Even if Lago di Garda stretches across three Italian regions—Lombardy to the west, Veneto to the east, and Trentino Alto Adige to the north—each guards its regional differences zealously, as do all Italian regions, especially when it comes to food. Because we couldn’t take into account the different regional varieties in this short piece on local gastronomy, we chose to concentrate on Veneto.
Last May the Wine Media Guild, an association of wine writers, organized a tasting and lunch featuring the red wines of Sicily. I am the co-chair of the organization and was the member sponsor of this event. The wines were from all over the island and ranged in price for $12.99 to $159.99.
Aglianico is a black grape grown in Southern Italy, mainly in Campania and Basilicata. In Basilicata it is made into a wine called Aglianico del Vulture, because the best vineyards are located in and around Mount Vulture, the extinct volcano in the northern area of the province of Potenza. The wine was awarded Denominazione di Origine Controllata (DOC) status in 1971 and the Denominazione di Origine Controllata e Garantita (DOCG) status in 2011. It is the region’s only DOCG wine.
When I worked as the wine director for I Trulli Restaurant and Enoteca in New York City, we offered many wines from the region of Puglia. Located in the heel of the Italian “boot”, Puglia borders on the Adriatic Sea.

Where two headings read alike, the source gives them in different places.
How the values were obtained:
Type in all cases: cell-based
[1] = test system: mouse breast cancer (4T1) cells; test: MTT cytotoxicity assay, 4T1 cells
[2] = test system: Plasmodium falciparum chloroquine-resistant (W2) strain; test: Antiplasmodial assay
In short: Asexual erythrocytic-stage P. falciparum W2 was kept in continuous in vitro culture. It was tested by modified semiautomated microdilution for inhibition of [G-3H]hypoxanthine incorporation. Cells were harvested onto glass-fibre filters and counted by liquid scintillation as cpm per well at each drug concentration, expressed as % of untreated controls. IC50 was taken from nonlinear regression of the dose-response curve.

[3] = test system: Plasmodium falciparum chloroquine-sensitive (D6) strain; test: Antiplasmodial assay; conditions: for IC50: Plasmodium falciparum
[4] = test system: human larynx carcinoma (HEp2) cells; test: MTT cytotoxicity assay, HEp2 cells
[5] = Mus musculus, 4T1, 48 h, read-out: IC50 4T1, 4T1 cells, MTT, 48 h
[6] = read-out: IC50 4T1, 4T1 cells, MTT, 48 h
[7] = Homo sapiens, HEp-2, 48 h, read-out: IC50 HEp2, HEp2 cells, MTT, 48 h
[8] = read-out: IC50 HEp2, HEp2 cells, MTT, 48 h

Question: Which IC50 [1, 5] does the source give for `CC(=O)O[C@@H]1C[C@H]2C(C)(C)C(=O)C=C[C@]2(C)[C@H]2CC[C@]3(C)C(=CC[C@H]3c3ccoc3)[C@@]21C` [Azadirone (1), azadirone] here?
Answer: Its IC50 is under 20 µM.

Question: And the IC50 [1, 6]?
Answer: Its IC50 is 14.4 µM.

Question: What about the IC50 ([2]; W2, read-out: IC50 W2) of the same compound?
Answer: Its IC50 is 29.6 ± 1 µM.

Montepulciano d’Abruzzo is a red wine made in the ruggedly mountainous region of Abruzzo in east-central Italy. It should not be confused with Vino Nobile di Montepulciano, a similarly named wine made in Tuscany.
Wine expert Charles Scicolone explains why Sourhern Italian wines have long been undervalued and not well known in the US. First, they are made from unusual grape varieties that are not recognized by most consumers. Second, most American tourists used to visit Northern and Central Italy and had little chance to sample these wines in the places they are made. The situation, however is changing as more and more customers are coming to realize that these are high quality wines—and they go very well with food!
Piedmont, located in the northwest corner of the Italian peninsula, is known for the production of great wines. Among the most famous of these wines is Barolo, often called the “king of wines and the wine of kings.”
Some of Southern Italy’s most interesting white wines come from the Campania region. One of my favorite whites is Fiano di Avellino, a DOCG wine made from the Fiano grape. In Naples it is a top choice to go with many local dishes, especially seafood.